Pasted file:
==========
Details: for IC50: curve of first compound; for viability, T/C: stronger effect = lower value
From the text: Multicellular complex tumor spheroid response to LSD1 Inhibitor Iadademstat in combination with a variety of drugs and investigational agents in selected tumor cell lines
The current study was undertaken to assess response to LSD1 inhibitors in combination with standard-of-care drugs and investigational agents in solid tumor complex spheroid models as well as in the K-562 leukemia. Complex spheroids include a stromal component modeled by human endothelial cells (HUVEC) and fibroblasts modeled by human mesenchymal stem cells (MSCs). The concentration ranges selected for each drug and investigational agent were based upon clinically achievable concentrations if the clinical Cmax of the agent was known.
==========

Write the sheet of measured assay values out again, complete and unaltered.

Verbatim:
Details: for IC50: curve of first compound; for viability, T/C: stronger effect = lower value
From the text: Multicellular complex tumor spheroid response to LSD1 Inhibitor Iadademstat in combination with a variety of drugs and investigational agents in selected tumor cell lines
The current study was undertaken to assess response to LSD1 inhibitors in combination with standard-of-care drugs and investigational agents in solid tumor complex spheroid models as well as in the K-562 leukemia. Complex spheroids include a stromal component modeled by human endothelial cells (HUVEC) and fibroblasts modeled by human mesenchymal stem cells (MSCs). The concentration ranges selected for each drug and investigational agent were based upon clinically achievable concentrations if the clinical Cmax of the agent was known.